Every month, in our new franchise behind the lens, we’ll get to know the women behind the beautiful images that fill the pages of the magazine and illustrate our online storytelling at Harper’s Bazaar. From celebrity covers to fairytale fashion editorials, every image is lovingly captured by one of our talented visionary photographers, without whom the brand wouldn’t be what it is today.
This month, we shine the spotlight on photographer Marta Lamovsek, known for her vibrant pictorial collaborations with Vivienne Westwood. His work has also been featured in magazines such as Harper’s Bazaar and identifier.
After training at Central Saint Martins, Lamovsek’s two-decade career has seen her photograph a variety of subjects, from royals to truck drivers; and at the heart of her practice, she says, is the desire to capture a person’s essence, an element of their soul, and portray it with the spirit of an icon. Until April 17 you can see some of the dynamic portraits of her ‘I am a woman: Sovereign by nature‘ collection on display at Me London.
How did you come to photography?
“I grew up under communist Yugoslavia with two very young working-class parents. We lived near the forest and I was naturally very creative. I remember drawing portraits of different girls in my notebooks, but my overwhelmed parents were unaware of the importance of this creativity and never encouraged it. My family’s educational motto was “Work is Liberation”, and art was never considered work. Maybe because my natural creative impulses were so suppressed that I became a very rebellious teenager.
“When I was 22 and living in my hometown of Ljubljana in Slovenia, I felt lost and aimless. I was studying public finance, although I had no passion for it. There had no inspirational figure or mentor who could recognize my creative soul.Then one day I went to a cafe with a friend – a part-time work colleague, who was, like me, introspective – who mentioned to me that he had bought paints to start painting. This idea of ”I’m going to start painting” triggered something huge in me: I fainted, I glanced at the wall of the cafe where I noticed a framed photo, and a voice came through me saying, ‘I think I need to start photography.’ When I said it I had a strong inner knowing that this was my life path. A week later I had my first 35mm camera and so was a love affair of my life began more than two decades ago.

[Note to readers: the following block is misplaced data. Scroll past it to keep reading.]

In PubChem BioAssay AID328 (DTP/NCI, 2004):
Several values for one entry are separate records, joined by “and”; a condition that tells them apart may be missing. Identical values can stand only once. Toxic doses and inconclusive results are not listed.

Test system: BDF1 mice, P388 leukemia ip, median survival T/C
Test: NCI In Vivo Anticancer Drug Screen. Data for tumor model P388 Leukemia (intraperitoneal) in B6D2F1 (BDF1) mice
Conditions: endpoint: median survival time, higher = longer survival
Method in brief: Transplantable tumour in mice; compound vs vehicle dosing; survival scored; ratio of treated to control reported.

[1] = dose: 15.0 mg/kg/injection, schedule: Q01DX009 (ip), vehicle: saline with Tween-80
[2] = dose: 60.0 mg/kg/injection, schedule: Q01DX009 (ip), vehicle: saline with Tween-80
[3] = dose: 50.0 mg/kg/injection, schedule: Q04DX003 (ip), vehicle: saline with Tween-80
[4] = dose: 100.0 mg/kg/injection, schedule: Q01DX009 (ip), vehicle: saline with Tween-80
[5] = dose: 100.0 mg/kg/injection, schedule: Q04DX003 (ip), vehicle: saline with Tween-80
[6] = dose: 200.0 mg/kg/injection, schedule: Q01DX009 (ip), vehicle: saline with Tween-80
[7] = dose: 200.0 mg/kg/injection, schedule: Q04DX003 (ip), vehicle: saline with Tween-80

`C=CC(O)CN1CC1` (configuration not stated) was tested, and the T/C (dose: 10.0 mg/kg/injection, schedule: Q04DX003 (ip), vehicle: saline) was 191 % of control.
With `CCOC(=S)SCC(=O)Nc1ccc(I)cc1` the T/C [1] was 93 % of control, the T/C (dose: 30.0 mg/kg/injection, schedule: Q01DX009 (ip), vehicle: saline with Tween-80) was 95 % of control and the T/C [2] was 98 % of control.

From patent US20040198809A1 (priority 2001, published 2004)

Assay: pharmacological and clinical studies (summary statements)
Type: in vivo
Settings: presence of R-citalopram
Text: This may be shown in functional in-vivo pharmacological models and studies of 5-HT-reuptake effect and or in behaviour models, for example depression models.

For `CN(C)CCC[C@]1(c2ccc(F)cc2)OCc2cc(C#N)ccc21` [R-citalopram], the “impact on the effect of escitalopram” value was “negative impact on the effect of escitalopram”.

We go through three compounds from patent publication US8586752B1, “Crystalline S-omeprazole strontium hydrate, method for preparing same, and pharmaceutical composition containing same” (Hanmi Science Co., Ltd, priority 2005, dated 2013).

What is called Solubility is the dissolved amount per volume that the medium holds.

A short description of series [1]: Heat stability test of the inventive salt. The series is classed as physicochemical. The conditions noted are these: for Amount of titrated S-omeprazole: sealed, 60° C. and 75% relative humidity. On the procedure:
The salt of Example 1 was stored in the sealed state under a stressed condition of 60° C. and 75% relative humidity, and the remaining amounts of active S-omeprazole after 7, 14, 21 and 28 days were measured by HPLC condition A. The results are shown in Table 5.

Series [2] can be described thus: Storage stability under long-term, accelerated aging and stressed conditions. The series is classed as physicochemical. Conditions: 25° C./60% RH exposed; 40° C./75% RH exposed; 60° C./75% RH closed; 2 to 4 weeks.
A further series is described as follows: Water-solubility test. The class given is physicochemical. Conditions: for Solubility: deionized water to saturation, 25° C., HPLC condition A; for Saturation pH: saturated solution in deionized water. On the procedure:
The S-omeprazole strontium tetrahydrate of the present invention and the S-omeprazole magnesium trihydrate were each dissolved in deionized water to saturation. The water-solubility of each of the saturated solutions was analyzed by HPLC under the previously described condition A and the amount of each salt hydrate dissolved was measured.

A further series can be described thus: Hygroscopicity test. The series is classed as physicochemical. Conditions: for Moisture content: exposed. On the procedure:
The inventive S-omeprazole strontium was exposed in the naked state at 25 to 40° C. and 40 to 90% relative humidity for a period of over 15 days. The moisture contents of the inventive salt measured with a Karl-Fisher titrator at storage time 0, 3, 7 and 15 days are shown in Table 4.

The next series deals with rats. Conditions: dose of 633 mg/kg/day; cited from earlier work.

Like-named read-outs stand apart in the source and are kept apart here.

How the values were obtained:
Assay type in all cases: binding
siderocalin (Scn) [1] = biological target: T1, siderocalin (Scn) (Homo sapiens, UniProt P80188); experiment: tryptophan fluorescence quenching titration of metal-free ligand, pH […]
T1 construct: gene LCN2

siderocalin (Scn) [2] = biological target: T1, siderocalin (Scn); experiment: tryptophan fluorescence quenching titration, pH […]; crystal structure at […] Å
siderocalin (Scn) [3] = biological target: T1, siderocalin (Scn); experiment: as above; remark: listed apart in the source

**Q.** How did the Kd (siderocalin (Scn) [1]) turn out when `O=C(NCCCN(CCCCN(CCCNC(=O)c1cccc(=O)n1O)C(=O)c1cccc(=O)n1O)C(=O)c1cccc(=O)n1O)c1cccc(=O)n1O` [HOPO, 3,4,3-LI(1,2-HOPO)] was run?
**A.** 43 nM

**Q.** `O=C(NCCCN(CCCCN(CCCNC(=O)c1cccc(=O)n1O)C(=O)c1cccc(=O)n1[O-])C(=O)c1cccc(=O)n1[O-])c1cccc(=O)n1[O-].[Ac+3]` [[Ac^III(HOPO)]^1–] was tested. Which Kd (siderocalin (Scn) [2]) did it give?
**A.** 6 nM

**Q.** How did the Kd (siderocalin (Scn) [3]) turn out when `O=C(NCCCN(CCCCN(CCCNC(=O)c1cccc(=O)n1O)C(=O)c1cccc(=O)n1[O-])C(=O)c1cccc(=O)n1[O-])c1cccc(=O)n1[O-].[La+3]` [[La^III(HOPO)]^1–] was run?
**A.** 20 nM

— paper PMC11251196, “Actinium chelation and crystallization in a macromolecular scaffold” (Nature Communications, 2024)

What was your first photography job or commission?
“I had just been experimenting with my camera for a few weeks when I had the opportunity to get published in print. My sister got involved with a new music magazine and immediately recognized my talent. She took a big risk and gave me the assignment to photograph a popular musician in the country for the interview I was scared to death because I had no experience but somehow following my instinct , I chose the location of an abandoned swimming pool for this shoot and the photos were so good that one of them ended up on a blanket, no one suspected that I was a total newbie.